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Thanks for a very interesting read so far. I have been looking on and off at this strategy for a number of years now, but unfortunately prices are still very high (£500k+) in the SE for units that have further potential.
One of the main questions I have is with the increasing rents for the commercial premises every X years. Do those of you that own these premises look to keep the rent at the same rate for X years, as often it can be a pincer movement on the tenant if they're not earning much more than they were say 10 years ago and end up wanting to throw in the towel as it's not worth carrying on?
I really like the 2x smaller outlet idea, that is smart thinking.
Just another couple of quick question re the upstairs flats, do you prefer buildings where there is front access, as going round the back can often be a bit dodgy especially at night? Also, I've found most of the flats are usually one large unit, say 4 beds etc. spread out over several floors. Have you guys had much luck converting these to say one flat on each floor?
Morning all, I've just purchased a mixed use building, shop on ground floor with flat above.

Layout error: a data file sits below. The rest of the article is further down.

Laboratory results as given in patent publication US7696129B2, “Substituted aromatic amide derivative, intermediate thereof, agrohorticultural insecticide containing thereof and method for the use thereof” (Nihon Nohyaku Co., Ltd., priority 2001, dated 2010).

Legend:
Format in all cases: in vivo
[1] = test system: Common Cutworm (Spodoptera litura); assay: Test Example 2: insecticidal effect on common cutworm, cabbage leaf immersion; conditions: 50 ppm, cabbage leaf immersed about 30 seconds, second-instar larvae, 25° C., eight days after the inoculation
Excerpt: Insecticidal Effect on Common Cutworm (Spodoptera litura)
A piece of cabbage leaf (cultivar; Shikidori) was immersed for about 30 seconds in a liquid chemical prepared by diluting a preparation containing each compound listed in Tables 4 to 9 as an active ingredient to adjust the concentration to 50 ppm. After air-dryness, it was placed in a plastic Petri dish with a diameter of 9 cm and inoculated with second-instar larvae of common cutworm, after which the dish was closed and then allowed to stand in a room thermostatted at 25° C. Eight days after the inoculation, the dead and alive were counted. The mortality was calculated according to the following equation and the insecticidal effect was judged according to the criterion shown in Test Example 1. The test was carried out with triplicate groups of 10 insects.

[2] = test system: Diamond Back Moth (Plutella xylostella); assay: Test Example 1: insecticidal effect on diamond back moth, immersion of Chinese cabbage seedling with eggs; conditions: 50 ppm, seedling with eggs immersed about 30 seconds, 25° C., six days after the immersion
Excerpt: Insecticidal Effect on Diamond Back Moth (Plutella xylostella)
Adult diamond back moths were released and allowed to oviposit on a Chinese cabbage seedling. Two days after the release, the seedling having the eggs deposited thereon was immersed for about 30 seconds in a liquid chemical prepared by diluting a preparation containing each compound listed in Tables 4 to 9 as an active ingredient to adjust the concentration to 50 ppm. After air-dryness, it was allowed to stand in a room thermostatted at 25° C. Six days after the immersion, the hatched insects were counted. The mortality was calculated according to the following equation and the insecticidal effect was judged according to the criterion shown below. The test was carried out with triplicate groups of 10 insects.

Flat was sold off on a lease to the freeholders wife (to raise funds) and i now have the opportunity to merge the two into the freehold on completion.
Would you do this or would you keep separate? I intend to keep for the foreseeable future or reading the posts I could sell off the flat and dispose myself of the onerous AST issues?
Would welcome some input from those who have experience of this.
I may be wrong, but I understand that both the freehold and a leasehold can not be held in same name. You can get around this by holding freehold in a company then lease hold in personal name or another company. Or hold one in joint personal names.
As for merging or keeping separate, instinctively I'd say keep separate as it gives you more options, selling off or raising finance against it.
But, depending on the lease both of these may be a non-starter e.g. too few years remaining or not sufficient lease detail to satisfy bank for lending or a buyers solicitor . This would mean legal expenses to extend lease or redraft it.
There would be a cost to merge and a cost to keep separate included in conveyancing anyway.
Interested to know what you decide.
All opinion and advice given should not be relied upon and the usual due diligence should be undertaken in all cases.
Brilliant thread by the way.
Some great insight into mixed use investment.
But let's hope this remains a niche strategy